What is OxyContin Addiction?
The statistics on drug use of oxycodone, a derivative of opium, and, in turn, OxyContin, are stunning and staggering! According to the U.S. Drug Enforcement Administration (DEA), oxycodone has been abused for more than 30 years, but the arrival of OxyContin on the scene in 1996 marked an escalation in abuse. The organization reported that in 2013 nearly 60 million prescriptions for oxycodone-containing drugs were written. In 2012, 16 million people reported abusing oxycodone in their lifetime – up more than one million individuals vs. the previous year. In 2011, oxycodone was responsible for more than 150,000 emergency room visits. Our Florida rehab center, The Gardens at Lake Worth, is here to help you.
OxyContin is prescribed frequently to address moderate to severe pain from injuries, arthritis and cancer, as it mimics the effects of morphine to relieve or manage pain by increasing dopamine activity in key brain regions. The brain’s reward system values the sensations the drug brings, including less physical pain, release muscle tension, and feelings of calm, happiness, joy and relaxation.
Euphoria is the primary reason people use opioids non-medically. An OxyContin addiction follows the same pattern as addiction to heroin, with users increasing doses over time trying to recapture the pleasure originally experienced. Eventually, the drug only returns them to a “normal” state and keeps withdrawal symptoms at bay.
- Continue to use OxyContin, despite the negative consequences, which may include financial,
- interpersonal, legal and medical hardships
- Have noticeably changed interests
- Lie and steal to get more drugs
- Neglect other aspects of their life, choosing to devote more attention to getting and using drugs
- Provide false medical histories to health care professionals, forge prescriptions or go “doctor shopping” to get multiple prescriptions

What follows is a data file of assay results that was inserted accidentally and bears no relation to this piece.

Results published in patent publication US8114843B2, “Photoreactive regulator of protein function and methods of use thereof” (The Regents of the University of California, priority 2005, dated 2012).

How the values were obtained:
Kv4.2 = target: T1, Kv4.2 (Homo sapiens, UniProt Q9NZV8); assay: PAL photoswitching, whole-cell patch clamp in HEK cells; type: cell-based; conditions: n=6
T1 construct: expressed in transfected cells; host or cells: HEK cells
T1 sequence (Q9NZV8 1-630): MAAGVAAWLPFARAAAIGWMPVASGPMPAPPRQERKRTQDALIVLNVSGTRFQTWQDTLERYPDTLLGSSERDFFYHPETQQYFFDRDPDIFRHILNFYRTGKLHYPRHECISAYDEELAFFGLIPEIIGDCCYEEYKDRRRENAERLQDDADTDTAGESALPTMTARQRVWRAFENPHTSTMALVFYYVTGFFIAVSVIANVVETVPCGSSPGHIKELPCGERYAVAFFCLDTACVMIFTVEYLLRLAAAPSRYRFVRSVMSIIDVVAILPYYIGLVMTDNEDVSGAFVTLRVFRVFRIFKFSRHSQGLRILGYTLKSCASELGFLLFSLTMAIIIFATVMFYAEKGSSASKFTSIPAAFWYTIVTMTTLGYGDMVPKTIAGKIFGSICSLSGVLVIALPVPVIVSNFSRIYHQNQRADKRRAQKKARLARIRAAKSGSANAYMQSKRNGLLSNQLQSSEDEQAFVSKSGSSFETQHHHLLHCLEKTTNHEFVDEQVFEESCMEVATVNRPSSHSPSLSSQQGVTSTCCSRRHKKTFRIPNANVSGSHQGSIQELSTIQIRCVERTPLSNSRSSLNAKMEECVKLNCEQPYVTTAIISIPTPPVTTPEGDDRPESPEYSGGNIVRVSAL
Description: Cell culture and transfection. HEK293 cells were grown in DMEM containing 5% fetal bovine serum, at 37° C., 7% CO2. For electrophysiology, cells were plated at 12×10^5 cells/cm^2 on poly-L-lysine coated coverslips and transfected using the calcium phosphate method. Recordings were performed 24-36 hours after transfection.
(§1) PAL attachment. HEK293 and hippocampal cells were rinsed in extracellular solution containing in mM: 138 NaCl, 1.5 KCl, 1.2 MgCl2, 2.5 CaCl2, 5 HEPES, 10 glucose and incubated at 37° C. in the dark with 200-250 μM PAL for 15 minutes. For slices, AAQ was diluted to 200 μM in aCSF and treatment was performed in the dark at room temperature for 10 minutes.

- Show changed personality characteristics
OxyContin addiction and abuse will have a profound affect on brain chemistry and quality-of-life. Abuse of the drug takes both a physical and psychological toll on the addict.
Bodily effects can include:
- Bloodshot eyes
- Dilated or constricted pupils
- Drowsiness, fatigue and/or an increased need for sleep
- Flushed skin
- Lack of coordination
- Loss of appetite
- Muscle limpness or weakness
- Nausea and vomiting
- Red eyes
- Significant weight loss of gain
- Slurred speech
They may experience:
- Memory loss
- Mood changes
- Secretiveness about activities and unexplained absences
Professional treatment is highly recommended to overcome an OxyContin addiction. Supervised detox in an inpatient setting with specially trained medical personnel ensures the safety and comfort of patients. The effects of addiction are reversible, with physical problems subsiding following withdrawal. The psychological addiction to OxyContin, however, can remain throughout one’s life. That’s where evidence-based treatment can help. This customized treatment program gets to the root of addiction to increase your chances for long-term recovery success. It is never too late – or early — to get the help you need. The Gardens at Lake Worth Rehab located close to South Florida beaches has admission reps standing by 24-hours a day, seven days a week. Call us at 844-357-3422 today.